Last year was a difficult year as all of us had to come to terms with the Newtown tragedy. Many of the assumptions we had regarding school safety were challenged. Schools across the country are still reacting to our new reality.
As we start this new school year, I would to like review our district's security additions and our plans for moving forward. First, the Board of Education released a statement during the summer indicating that a multi-year plan for improving security was approved. The position of Safety and Security Director was established, and Mr. Joseph Pangaro was hired. The Board also stated the following, "Please note that due to concerns regarding operational security and the desire to insure the safety and security of our students and staff, we will not be releasing any further details." This is a recognized practice in the security and law enforcement industry. The complete statement is located on the district web site.
Going forward, I would like to focus on two issues. Passage Point, the new on-line visitor management system, will be implemented in phases during the next few months. This system will require parents to register on-line when they want to visit a school. Until it is fully implemented, we will maintain the protocol that was implemented last year, which requires parents who do not have a scheduled appointment to telephone the main office of the school approximately twenty minutes before arrival.
The second issue involves your role as a parent in the security of our schools. It is my belief that everyone is responsible for our students' safety. The only way that we can improve is if we work together. All of our bus drivers, including substitute drivers, have photo identification. If you don't see the photo identification, I need for you to ask the driver to see it. Calling transportation later in the day or sending me an email doesn't improve security. When you ask the driver to produce his or her identification, you improve security in the district. Likewise, if you are able to enter a building without following the proper protocol, informing the front desk of the error improves security. In essence, if you are aware of a breach in security, it is your responsibility to act immediately and inform a district employee. Any delay allows the breach in security to continue, and that is the real risk. Many parents have shared with me that they are hesitant to say anything because they are concerned about getting an employee in trouble or causing an issue that might impact their child. That will not occur as long as I am superintendent. It is important that we recognize that security in our schools must take precedent over other concerns, and we must recognize that our school security is something we all want to improve.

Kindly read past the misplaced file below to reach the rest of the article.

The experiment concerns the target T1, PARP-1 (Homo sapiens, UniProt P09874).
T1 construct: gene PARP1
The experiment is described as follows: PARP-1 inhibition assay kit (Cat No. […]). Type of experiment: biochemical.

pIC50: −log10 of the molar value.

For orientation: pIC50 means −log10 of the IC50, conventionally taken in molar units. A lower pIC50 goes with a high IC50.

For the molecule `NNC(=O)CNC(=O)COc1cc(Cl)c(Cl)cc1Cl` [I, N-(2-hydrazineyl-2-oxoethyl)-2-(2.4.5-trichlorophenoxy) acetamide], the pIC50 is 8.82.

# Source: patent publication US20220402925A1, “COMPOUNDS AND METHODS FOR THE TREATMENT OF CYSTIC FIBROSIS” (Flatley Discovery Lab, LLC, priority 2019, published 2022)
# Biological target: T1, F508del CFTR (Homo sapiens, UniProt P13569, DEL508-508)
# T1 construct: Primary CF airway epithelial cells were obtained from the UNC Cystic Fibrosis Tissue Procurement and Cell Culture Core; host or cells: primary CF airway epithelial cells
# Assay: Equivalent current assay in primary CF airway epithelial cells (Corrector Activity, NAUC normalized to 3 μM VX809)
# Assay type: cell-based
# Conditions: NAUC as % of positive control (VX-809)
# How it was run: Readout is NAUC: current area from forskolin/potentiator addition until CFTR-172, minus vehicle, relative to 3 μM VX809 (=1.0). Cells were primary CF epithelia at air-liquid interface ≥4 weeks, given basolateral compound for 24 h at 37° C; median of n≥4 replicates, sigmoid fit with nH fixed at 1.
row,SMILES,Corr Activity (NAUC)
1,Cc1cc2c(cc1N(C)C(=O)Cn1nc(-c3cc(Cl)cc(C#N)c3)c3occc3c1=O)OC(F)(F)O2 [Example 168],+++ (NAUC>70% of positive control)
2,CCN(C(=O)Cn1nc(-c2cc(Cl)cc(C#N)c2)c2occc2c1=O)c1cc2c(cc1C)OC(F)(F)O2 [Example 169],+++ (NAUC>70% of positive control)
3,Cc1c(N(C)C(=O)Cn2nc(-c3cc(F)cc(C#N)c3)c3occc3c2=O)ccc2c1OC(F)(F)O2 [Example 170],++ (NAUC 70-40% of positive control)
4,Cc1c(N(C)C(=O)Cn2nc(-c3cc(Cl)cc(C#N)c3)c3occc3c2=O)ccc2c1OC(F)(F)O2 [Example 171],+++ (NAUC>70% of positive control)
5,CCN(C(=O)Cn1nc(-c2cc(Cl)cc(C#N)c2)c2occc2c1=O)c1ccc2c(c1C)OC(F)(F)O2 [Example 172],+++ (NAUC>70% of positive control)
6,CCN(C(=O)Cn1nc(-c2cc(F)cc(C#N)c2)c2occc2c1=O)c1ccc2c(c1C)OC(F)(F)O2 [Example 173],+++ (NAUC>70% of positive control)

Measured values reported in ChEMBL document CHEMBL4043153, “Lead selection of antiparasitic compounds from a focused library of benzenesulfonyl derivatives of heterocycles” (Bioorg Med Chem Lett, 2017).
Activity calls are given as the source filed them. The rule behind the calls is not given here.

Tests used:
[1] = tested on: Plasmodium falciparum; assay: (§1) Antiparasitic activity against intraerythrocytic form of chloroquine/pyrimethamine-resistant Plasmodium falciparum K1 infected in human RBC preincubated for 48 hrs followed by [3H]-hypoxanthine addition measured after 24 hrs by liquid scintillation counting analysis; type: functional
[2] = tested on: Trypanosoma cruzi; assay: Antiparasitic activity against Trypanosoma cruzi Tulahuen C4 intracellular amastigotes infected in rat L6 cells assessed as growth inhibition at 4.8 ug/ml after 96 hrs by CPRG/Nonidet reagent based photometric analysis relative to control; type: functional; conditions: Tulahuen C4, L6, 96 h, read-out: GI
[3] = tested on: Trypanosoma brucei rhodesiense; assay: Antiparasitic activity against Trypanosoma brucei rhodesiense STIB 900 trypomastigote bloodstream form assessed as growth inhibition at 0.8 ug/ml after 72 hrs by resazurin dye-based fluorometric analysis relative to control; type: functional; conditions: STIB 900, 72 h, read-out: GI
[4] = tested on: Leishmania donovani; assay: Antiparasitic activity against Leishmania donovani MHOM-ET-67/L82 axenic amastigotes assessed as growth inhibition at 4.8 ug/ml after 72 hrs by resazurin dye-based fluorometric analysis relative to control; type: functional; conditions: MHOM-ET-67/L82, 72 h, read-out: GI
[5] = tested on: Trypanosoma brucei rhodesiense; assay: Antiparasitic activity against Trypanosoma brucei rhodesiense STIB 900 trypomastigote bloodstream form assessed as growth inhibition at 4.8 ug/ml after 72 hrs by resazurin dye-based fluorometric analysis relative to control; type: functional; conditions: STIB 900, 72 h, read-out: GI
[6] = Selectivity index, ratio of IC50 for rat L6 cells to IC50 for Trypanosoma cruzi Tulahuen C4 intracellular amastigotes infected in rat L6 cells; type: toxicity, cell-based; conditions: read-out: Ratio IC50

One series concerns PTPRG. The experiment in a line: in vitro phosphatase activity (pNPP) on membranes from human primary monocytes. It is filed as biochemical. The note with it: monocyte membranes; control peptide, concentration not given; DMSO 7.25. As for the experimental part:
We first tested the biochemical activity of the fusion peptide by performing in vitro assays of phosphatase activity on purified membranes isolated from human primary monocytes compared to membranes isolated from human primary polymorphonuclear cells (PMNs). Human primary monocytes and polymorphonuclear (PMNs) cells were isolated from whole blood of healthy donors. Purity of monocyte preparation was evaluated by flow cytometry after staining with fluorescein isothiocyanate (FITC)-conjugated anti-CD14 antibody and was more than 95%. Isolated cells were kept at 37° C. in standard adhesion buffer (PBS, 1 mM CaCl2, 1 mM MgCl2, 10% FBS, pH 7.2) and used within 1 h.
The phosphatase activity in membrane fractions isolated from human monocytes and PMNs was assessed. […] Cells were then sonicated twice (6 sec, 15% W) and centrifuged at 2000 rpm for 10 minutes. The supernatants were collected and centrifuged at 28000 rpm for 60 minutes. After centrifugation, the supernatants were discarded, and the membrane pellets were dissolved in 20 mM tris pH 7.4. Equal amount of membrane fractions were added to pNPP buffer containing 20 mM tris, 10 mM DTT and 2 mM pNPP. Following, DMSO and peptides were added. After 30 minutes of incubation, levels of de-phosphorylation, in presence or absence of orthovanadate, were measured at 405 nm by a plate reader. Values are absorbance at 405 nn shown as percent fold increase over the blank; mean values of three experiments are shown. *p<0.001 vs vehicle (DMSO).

I hope that I can count on your active support as we work together to make our schools as safe as they can be. Thank you for your anticipated cooperation in this important matter.
John J. Marciante, Jr., Ph.D.
Superintendent of Schools